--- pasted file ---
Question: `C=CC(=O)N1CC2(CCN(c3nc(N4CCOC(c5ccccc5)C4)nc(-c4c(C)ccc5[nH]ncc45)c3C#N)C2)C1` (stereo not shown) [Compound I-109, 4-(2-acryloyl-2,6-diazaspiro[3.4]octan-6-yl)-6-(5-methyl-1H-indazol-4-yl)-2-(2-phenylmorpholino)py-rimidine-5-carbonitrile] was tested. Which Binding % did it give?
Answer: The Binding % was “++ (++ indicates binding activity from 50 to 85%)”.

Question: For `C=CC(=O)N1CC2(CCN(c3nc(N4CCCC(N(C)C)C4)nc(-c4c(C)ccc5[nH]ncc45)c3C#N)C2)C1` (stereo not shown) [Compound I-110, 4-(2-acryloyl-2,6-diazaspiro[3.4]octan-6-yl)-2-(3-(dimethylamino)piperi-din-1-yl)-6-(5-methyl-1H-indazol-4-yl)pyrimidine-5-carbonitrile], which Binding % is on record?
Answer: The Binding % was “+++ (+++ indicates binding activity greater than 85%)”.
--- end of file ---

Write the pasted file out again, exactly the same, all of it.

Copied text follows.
Question: `C=CC(=O)N1CC2(CCN(c3nc(N4CCOC(c5ccccc5)C4)nc(-c4c(C)ccc5[nH]ncc45)c3C#N)C2)C1` (stereo not shown) [Compound I-109, 4-(2-acryloyl-2,6-diazaspiro[3.4]octan-6-yl)-6-(5-methyl-1H-indazol-4-yl)-2-(2-phenylmorpholino)py-rimidine-5-carbonitrile] was tested. Which Binding % did it give?
Answer: The Binding % was “++ (++ indicates binding activity from 50 to 85%)”.

Question: For `C=CC(=O)N1CC2(CCN(c3nc(N4CCCC(N(C)C)C4)nc(-c4c(C)ccc5[nH]ncc45)c3C#N)C2)C1` (stereo not shown) [Compound I-110, 4-(2-acryloyl-2,6-diazaspiro[3.4]octan-6-yl)-2-(3-(dimethylamino)piperi-din-1-yl)-6-(5-methyl-1H-indazol-4-yl)pyrimidine-5-carbonitrile], which Binding % is on record?
Answer: The Binding % was “+++ (+++ indicates binding activity greater than 85%)”.